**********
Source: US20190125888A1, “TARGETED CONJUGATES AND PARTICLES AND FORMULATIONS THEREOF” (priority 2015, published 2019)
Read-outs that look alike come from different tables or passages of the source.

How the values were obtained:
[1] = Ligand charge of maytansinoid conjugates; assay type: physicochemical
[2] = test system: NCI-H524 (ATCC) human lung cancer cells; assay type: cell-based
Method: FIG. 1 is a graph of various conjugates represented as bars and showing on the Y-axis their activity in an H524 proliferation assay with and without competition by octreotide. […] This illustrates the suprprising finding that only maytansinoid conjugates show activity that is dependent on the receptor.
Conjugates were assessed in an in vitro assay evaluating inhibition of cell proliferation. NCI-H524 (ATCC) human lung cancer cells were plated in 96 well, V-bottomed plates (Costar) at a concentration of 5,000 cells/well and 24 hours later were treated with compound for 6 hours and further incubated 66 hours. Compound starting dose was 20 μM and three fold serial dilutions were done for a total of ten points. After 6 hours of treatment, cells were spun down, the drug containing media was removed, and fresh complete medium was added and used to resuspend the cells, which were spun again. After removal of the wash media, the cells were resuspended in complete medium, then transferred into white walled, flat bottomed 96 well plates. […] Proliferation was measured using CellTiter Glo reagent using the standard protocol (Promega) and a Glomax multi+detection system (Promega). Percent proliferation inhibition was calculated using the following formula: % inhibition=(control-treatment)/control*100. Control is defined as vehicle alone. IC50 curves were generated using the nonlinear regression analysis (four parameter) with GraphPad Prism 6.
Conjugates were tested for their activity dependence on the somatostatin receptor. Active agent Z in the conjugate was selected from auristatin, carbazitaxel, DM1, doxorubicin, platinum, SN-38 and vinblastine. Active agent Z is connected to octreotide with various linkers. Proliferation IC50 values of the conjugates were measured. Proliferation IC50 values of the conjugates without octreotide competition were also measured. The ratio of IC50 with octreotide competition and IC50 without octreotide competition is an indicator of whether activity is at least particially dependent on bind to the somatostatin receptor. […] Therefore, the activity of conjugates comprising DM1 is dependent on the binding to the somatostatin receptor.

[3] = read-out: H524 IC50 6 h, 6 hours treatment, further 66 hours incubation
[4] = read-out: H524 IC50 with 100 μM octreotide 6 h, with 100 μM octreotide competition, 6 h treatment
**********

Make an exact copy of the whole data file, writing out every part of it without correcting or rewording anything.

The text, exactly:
Source: US20190125888A1, “TARGETED CONJUGATES AND PARTICLES AND FORMULATIONS THEREOF” (priority 2015, published 2019)
Read-outs that look alike come from different tables or passages of the source.

How the values were obtained:
[1] = Ligand charge of maytansinoid conjugates; assay type: physicochemical
[2] = test system: NCI-H524 (ATCC) human lung cancer cells; assay type: cell-based
Method: FIG. 1 is a graph of various conjugates represented as bars and showing on the Y-axis their activity in an H524 proliferation assay with and without competition by octreotide. […] This illustrates the suprprising finding that only maytansinoid conjugates show activity that is dependent on the receptor.
Conjugates were assessed in an in vitro assay evaluating inhibition of cell proliferation. NCI-H524 (ATCC) human lung cancer cells were plated in 96 well, V-bottomed plates (Costar) at a concentration of 5,000 cells/well and 24 hours later were treated with compound for 6 hours and further incubated 66 hours. Compound starting dose was 20 μM and three fold serial dilutions were done for a total of ten points. After 6 hours of treatment, cells were spun down, the drug containing media was removed, and fresh complete medium was added and used to resuspend the cells, which were spun again. After removal of the wash media, the cells were resuspended in complete medium, then transferred into white walled, flat bottomed 96 well plates. […] Proliferation was measured using CellTiter Glo reagent using the standard protocol (Promega) and a Glomax multi+detection system (Promega). Percent proliferation inhibition was calculated using the following formula: % inhibition=(control-treatment)/control*100. Control is defined as vehicle alone. IC50 curves were generated using the nonlinear regression analysis (four parameter) with GraphPad Prism 6.
Conjugates were tested for their activity dependence on the somatostatin receptor. Active agent Z in the conjugate was selected from auristatin, carbazitaxel, DM1, doxorubicin, platinum, SN-38 and vinblastine. Active agent Z is connected to octreotide with various linkers. Proliferation IC50 values of the conjugates were measured. Proliferation IC50 values of the conjugates without octreotide competition were also measured. The ratio of IC50 with octreotide competition and IC50 without octreotide competition is an indicator of whether activity is at least particially dependent on bind to the somatostatin receptor. […] Therefore, the activity of conjugates comprising DM1 is dependent on the binding to the somatostatin receptor.

[3] = read-out: H524 IC50 6 h, 6 hours treatment, further 66 hours incubation
[4] = read-out: H524 IC50 with 100 μM octreotide 6 h, with 100 μM octreotide competition, 6 h treatment